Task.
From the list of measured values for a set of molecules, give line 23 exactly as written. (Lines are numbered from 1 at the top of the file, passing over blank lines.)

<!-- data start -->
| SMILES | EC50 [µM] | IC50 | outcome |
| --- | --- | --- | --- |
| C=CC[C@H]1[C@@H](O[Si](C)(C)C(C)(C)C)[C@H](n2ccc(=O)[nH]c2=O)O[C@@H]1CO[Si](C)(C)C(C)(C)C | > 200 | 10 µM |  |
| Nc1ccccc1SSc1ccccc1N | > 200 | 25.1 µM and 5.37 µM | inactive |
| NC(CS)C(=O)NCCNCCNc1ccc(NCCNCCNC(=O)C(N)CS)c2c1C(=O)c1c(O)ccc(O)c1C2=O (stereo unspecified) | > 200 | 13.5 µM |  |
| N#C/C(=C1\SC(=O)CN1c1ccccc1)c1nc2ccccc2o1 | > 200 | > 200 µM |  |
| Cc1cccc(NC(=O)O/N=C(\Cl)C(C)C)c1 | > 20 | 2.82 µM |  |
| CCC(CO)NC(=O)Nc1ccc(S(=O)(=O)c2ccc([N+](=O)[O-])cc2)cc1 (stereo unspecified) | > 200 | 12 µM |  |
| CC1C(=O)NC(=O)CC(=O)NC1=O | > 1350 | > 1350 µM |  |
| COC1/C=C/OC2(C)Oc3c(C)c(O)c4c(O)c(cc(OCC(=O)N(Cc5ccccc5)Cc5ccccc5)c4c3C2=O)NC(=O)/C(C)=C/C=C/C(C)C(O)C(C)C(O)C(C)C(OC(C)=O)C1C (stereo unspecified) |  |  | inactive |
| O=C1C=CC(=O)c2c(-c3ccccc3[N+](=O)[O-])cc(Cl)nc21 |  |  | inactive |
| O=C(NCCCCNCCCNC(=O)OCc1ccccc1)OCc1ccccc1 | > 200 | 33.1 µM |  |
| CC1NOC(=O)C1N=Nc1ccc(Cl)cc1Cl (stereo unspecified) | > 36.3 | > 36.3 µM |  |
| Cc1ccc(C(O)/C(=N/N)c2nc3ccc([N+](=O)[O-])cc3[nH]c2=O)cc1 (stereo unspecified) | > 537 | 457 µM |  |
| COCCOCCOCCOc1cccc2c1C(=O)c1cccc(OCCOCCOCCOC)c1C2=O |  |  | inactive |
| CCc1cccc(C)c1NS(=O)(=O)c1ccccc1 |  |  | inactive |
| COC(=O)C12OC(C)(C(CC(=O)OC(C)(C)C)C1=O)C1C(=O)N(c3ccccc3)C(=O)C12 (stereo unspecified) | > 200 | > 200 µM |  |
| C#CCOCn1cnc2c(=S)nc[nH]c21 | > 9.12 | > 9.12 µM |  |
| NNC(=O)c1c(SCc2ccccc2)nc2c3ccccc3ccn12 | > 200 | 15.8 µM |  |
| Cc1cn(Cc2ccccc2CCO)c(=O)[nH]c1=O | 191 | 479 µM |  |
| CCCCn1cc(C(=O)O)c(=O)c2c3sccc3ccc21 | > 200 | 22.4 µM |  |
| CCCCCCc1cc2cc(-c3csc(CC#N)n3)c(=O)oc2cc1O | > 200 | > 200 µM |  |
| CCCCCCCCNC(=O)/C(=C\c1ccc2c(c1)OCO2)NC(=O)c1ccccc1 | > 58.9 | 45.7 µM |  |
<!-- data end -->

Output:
| CCCCCCCCNC(=O)/C(=C\c1ccc2c(c1)OCO2)NC(=O)c1ccccc1 | > 58.9 | 45.7 µM |  |